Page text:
On Presence and Finding Form

When encountering a space, I become aware of movement evidenced: as traces of activity; in materials both belonging and transitory; the sensorial motion of light, smells and sounds that express the spatial but never fix it.  Whether commission, brief or idea capturing my attention, I pursue resonant elements through intensive practice-based research.  Out of the precarious curiosity this elicits, I begin work.  A multiplicity of materials, observations and data arise in the flow around theory and practice. Cerebral and embodied, these activities form the factual and intuitive premise of a propositional framework for practice.  Drawing, photography, sculpture, installation, film and print-making record my experiences and visually articulate them.

Interrogating these self-imposed parameters incurs unforeseen shifts and breaks.  Solving the problems of these morphing iterations becomes central:  transformations that serve as drivers for new systematic explorations.

At some point, works are encountered as outputs: literalised and presented to echo the frameworks through which they derived.

An expansive notion of collaboration implicates the audience, myself and all aspects of making in the reading of my artworks.  Sometimes I approach people, asking for help with my project, or attend to chance coincidences and lateral connections.  Such momentary happenings and entwinings with the wider world offer new understanding of space as my creative catalyst.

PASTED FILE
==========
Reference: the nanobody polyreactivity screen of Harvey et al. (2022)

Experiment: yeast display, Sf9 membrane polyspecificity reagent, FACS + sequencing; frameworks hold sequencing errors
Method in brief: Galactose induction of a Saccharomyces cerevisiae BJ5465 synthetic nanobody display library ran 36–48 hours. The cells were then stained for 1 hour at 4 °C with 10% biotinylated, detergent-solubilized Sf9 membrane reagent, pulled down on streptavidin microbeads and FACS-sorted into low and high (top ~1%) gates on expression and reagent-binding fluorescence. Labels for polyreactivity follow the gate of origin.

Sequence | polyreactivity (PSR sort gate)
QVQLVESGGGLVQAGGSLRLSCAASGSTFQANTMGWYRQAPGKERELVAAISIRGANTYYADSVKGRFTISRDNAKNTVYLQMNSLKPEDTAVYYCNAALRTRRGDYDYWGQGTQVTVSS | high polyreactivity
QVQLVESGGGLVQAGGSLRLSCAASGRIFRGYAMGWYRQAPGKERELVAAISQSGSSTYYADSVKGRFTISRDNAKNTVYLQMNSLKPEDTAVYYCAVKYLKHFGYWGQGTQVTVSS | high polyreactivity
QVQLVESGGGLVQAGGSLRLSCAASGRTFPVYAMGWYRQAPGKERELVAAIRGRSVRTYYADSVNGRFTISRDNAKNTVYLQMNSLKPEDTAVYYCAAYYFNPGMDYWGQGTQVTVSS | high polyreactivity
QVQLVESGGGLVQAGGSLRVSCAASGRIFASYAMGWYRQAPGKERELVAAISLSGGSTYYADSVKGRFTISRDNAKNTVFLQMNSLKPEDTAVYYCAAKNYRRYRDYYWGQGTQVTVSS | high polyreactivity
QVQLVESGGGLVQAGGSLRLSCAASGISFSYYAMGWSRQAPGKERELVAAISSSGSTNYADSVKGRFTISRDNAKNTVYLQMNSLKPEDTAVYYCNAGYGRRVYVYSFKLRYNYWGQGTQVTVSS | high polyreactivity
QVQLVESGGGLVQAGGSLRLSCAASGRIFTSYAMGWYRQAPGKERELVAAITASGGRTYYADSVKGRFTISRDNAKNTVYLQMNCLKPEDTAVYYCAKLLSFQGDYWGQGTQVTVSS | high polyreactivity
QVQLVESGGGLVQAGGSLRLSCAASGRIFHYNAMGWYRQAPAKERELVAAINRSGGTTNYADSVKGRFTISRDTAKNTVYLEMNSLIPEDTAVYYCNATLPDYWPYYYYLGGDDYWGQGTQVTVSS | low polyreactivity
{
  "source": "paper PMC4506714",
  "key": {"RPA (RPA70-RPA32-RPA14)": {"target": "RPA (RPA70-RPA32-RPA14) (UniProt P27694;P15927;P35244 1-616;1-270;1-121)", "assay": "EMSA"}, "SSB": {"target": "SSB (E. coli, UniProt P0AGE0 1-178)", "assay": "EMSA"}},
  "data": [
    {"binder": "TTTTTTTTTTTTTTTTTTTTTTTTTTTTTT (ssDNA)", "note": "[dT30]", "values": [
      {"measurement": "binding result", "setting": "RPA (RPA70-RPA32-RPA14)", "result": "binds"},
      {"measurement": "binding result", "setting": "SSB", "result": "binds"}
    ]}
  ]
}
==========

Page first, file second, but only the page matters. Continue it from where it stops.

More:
I see the physical and metaphorical spaces we inhabit as ‘practised place’.  Dynamic and fluid, it stands analogous to the frameworks I make.  Although planned and constructed, the lived experience of our presence there renders it subject to complexity and subversion.  From racing temporalities to settling points, punctuating the everyday, my frameworks only work for a while, revealing the intangible reverberances of a world forever in flux.

Here, in the interrelated currents of collective and experiential unconscious, my work is propagated and encountered as knowledge shared, if unspoken and unheard.


I am a fine-art practitioner who has recently completed masters level research in Drawing at UAL Wimbledon, London.  My particular concerns stem from the relationship around the processes across embodied drawing and its encounter as a form of collective experiential knowledge.  Alongside this practice, I also work in educational contexts as a visiting lecturer and participatory arts specialist.  Click here for further information on this.

CV January 2022

Follow me: